But Saddam's a strange case, indeed. By going to war, threatening to topple one of our prime examples of "blowback," we risk making things worse. That's the problem with going after him. And I have become deeply skeptical of the confidence that any mission against him will be a cakewalk, unless, of course--and this is likely--since our national attention span is so short, we go in, achieve "regime change," and then let the whole of Mespotamia go to hell in a handbasket.
But back to the draft and ROTC. I know of NO profesors who'd be as strident as our Right and call cadets "babykillers." Most progressive academics of my acquaintance are far more reasonable that their Rightist critics, who seem to suffer from what we used to call "projection anxieties." I do think the role of the military in society should be debated, and that the military ought to have voices on its side in campus debate.
Mr. Lloyd and I certainly agree that in a republic we ought to have an ethic that sustains the value of military service. My point, though, is that a "volunteer" military in a consumer society will not encourage the civic ethos I'm certain Mr. Lloyd and I would agree is a good thing.
I also should note that the idea that freedom and compulsory military service are incompatible reads strangely--as it did in an earlier posting--when argued by a "conservative." What happened to the idea of "liberty" and its concomitant public obligations? We are not "free" because we are inextricably bound up in a network of relationships that makes our lives and our work possible--we have meaningful choices in our lives precisely to the extent that we depend upon a community of others. That's the huge flaw in "libertarian" posturing.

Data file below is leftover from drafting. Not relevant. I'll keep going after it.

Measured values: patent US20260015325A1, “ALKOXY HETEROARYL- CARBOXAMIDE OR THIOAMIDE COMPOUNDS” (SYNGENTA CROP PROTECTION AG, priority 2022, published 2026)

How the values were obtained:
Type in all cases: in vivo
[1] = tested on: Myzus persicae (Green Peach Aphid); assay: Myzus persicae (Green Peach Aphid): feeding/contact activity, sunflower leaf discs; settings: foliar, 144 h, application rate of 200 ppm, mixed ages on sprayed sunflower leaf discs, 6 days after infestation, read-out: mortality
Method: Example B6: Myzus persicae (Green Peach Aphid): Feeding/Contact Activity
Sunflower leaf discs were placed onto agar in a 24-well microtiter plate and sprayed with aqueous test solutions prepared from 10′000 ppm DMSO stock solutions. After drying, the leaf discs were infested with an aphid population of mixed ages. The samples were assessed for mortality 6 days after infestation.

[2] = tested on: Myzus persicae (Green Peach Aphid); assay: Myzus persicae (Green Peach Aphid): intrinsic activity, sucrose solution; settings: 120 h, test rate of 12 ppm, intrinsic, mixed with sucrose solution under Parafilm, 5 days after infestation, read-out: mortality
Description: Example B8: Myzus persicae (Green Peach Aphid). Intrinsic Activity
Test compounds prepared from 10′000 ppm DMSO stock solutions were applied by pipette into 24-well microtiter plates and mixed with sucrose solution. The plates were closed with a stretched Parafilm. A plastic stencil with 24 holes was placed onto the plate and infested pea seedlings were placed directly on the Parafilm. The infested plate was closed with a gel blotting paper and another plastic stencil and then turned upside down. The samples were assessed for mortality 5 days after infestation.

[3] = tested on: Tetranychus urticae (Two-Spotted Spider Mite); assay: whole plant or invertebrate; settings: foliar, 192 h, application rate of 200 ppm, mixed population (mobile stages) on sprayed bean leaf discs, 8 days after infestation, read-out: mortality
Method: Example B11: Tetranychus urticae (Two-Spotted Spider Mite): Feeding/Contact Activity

Alec Lloyd - 1/24/2003
With respect to Mr. Howard’s post, certainly draftees can make good soldiers. The question is whether there is a military necessity for such an extreme measure. By all indications, there isn’t.
All branches hit their target enlistments early last year. Even raising recruitment goals seems to run little risk of running out of volunteers. The Cold War military of the mid 1980s had around a million more men in uniform, and needed no draft to sustain. With increased use of automation, advanced weapons systems and outsourced logistics, we could use a force of similar size even more effectively.
Rather than make service compulsory, I would prefer to see an ethic supporting it. Professors denouncing cadets as “baby-killers” are hardly going to increase enlistments and if one wonders why there is such alienation, one need look no further than academia’s constant vilification of all things military. The decision on the part of the Gore campaign to aggressively challenge military absentee ballots represents apogee of this contempt.
As for Mr. Leckie’s argument, let’s take it one step further: bring back Pinochet! If Saddam’s massive human rights abuses don’t meet the standard of moral outrage, why bother to have one at all? Perhaps we should go back to “sure he’s evil, but he’s ours” approach. Would that be more consistent? Or would you oppose that, to?
I begin to think that the only tyrants the “human rights” community is willing to tolerate are anti-American one. Ones we can control are beyond the pale, but genocidal dictators seeking nuclear weapons? They’re fine.
William H. Leckie, Jr. - 1/23/2003
Thanks to Mr. Howard for a reasonable response.
He's certainly onto something about our having brought our social problems onto the field in Viet Nam. As for the "Starship Troopers" idea, well, I suppose it might draw recruits if we reduced our enemies to Bugs, although we do something like that anyway, and while I won't bother to track it down, I seem to recall a Journal of American History essay a few years back that indeed dealt with pesticide use and images of our enemies. But I doubt that a society of anomic consumers is going to turn out for public service of any kind.